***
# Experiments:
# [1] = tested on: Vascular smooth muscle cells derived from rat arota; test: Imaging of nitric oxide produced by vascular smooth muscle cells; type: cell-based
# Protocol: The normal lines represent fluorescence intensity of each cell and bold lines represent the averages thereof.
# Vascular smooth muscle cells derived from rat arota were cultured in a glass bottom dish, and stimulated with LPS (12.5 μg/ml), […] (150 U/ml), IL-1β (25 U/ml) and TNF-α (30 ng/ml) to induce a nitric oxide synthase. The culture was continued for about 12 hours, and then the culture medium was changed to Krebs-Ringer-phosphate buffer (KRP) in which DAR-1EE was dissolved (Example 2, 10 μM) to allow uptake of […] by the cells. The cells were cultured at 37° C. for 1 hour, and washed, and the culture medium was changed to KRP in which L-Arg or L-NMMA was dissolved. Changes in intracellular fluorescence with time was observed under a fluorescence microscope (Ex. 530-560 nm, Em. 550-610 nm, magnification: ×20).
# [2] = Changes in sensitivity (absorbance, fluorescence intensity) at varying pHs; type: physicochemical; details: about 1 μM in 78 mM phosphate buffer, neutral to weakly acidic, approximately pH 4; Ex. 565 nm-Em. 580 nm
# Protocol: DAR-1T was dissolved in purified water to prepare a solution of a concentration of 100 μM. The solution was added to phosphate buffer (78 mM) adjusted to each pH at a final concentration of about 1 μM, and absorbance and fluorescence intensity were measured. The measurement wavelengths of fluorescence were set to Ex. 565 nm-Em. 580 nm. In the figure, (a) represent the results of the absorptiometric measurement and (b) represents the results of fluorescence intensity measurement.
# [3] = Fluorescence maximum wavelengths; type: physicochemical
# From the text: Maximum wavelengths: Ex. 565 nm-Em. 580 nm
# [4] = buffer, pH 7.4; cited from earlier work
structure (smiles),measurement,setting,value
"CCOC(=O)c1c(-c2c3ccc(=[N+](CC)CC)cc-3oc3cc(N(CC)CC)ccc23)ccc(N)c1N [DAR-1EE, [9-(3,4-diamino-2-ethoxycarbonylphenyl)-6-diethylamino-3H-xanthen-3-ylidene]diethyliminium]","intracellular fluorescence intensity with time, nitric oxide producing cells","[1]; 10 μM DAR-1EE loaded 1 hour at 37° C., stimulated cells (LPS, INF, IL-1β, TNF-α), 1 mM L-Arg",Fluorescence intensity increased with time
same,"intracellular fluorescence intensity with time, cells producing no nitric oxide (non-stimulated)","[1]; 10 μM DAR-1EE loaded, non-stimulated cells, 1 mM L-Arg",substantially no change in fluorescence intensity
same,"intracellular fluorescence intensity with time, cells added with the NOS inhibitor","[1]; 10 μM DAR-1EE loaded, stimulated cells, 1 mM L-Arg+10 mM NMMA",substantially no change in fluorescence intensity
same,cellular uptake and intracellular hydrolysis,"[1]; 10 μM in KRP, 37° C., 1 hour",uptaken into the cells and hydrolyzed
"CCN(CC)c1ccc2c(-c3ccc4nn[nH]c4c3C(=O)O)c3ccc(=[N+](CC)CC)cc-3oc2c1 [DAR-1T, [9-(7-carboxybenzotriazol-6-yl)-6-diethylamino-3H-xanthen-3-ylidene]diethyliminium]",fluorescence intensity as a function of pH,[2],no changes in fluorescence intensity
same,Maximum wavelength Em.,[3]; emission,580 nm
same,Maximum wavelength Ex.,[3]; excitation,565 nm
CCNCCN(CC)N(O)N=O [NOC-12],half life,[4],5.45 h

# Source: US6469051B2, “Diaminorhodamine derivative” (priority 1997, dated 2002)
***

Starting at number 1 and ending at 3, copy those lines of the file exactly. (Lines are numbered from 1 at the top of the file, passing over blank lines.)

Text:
# Experiments:
# [1] = tested on: Vascular smooth muscle cells derived from rat arota; test: Imaging of nitric oxide produced by vascular smooth muscle cells; type: cell-based
# Protocol: The normal lines represent fluorescence intensity of each cell and bold lines represent the averages thereof.